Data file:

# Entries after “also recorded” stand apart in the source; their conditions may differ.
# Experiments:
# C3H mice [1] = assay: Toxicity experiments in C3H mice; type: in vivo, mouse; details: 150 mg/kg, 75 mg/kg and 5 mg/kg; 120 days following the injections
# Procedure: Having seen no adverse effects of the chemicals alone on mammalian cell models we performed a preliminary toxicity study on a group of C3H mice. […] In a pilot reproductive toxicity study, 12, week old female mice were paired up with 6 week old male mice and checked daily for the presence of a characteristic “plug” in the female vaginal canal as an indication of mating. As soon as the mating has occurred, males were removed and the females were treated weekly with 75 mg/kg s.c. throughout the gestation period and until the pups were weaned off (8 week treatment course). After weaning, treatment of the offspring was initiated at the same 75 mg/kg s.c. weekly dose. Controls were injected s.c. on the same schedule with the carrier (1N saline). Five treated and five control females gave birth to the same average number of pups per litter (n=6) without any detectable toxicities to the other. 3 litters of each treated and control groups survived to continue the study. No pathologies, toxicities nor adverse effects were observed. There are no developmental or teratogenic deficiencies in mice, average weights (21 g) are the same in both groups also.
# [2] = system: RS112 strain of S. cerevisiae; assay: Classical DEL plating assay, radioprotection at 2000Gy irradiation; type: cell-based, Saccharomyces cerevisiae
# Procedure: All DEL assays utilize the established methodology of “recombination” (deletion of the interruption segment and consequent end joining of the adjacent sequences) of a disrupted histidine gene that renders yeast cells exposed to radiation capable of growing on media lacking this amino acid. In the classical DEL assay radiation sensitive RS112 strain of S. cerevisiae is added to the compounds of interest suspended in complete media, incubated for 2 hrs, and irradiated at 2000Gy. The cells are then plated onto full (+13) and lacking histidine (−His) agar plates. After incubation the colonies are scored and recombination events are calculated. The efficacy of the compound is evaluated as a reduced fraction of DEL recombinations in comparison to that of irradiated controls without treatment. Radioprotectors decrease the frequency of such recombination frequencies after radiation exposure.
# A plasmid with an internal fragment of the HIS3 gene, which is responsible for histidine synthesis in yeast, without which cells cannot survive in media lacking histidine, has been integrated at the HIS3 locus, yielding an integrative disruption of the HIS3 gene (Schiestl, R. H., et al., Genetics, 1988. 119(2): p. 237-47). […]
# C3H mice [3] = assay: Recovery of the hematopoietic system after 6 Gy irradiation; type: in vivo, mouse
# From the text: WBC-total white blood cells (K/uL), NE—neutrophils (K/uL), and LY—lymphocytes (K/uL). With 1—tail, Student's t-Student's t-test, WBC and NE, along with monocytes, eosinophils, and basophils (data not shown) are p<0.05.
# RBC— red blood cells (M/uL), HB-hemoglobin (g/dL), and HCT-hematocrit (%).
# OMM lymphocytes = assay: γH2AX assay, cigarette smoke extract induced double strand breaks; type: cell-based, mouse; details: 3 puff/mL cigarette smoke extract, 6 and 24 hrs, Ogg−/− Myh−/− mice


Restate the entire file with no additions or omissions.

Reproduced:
# Entries after “also recorded” stand apart in the source; their conditions may differ.
# Experiments:
# C3H mice [1] = assay: Toxicity experiments in C3H mice; type: in vivo, mouse; details: 150 mg/kg, 75 mg/kg and 5 mg/kg; 120 days following the injections
# Procedure: Having seen no adverse effects of the chemicals alone on mammalian cell models we performed a preliminary toxicity study on a group of C3H mice. […] In a pilot reproductive toxicity study, 12, week old female mice were paired up with 6 week old male mice and checked daily for the presence of a characteristic “plug” in the female vaginal canal as an indication of mating. As soon as the mating has occurred, males were removed and the females were treated weekly with 75 mg/kg s.c. throughout the gestation period and until the pups were weaned off (8 week treatment course). After weaning, treatment of the offspring was initiated at the same 75 mg/kg s.c. weekly dose. Controls were injected s.c. on the same schedule with the carrier (1N saline). Five treated and five control females gave birth to the same average number of pups per litter (n=6) without any detectable toxicities to the other. 3 litters of each treated and control groups survived to continue the study. No pathologies, toxicities nor adverse effects were observed. There are no developmental or teratogenic deficiencies in mice, average weights (21 g) are the same in both groups also.
# [2] = system: RS112 strain of S. cerevisiae; assay: Classical DEL plating assay, radioprotection at 2000Gy irradiation; type: cell-based, Saccharomyces cerevisiae
# Procedure: All DEL assays utilize the established methodology of “recombination” (deletion of the interruption segment and consequent end joining of the adjacent sequences) of a disrupted histidine gene that renders yeast cells exposed to radiation capable of growing on media lacking this amino acid. In the classical DEL assay radiation sensitive RS112 strain of S. cerevisiae is added to the compounds of interest suspended in complete media, incubated for 2 hrs, and irradiated at 2000Gy. The cells are then plated onto full (+13) and lacking histidine (−His) agar plates. After incubation the colonies are scored and recombination events are calculated. The efficacy of the compound is evaluated as a reduced fraction of DEL recombinations in comparison to that of irradiated controls without treatment. Radioprotectors decrease the frequency of such recombination frequencies after radiation exposure.
# A plasmid with an internal fragment of the HIS3 gene, which is responsible for histidine synthesis in yeast, without which cells cannot survive in media lacking histidine, has been integrated at the HIS3 locus, yielding an integrative disruption of the HIS3 gene (Schiestl, R. H., et al., Genetics, 1988. 119(2): p. 237-47). […]
# C3H mice [3] = assay: Recovery of the hematopoietic system after 6 Gy irradiation; type: in vivo, mouse
# From the text: WBC-total white blood cells (K/uL), NE—neutrophils (K/uL), and LY—lymphocytes (K/uL). With 1—tail, Student's t-Student's t-test, WBC and NE, along with monocytes, eosinophils, and basophils (data not shown) are p<0.05.
# RBC— red blood cells (M/uL), HB-hemoglobin (g/dL), and HCT-hematocrit (%).
# OMM lymphocytes = assay: γH2AX assay, cigarette smoke extract induced double strand breaks; type: cell-based, mouse; details: 3 puff/mL cigarette smoke extract, 6 and 24 hrs, Ogg−/− Myh−/− mice